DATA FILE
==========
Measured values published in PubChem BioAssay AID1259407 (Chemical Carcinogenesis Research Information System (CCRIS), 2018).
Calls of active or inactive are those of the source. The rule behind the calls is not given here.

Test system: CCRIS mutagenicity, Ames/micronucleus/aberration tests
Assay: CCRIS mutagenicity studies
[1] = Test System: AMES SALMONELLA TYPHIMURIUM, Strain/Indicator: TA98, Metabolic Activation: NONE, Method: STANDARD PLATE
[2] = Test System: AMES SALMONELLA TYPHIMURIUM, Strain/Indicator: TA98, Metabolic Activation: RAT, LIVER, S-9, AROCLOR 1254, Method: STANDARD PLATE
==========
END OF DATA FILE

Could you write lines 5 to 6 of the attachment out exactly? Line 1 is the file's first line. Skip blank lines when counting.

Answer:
[1] = Test System: AMES SALMONELLA TYPHIMURIUM, Strain/Indicator: TA98, Metabolic Activation: NONE, Method: STANDARD PLATE
[2] = Test System: AMES SALMONELLA TYPHIMURIUM, Strain/Indicator: TA98, Metabolic Activation: RAT, LIVER, S-9, AROCLOR 1254, Method: STANDARD PLATE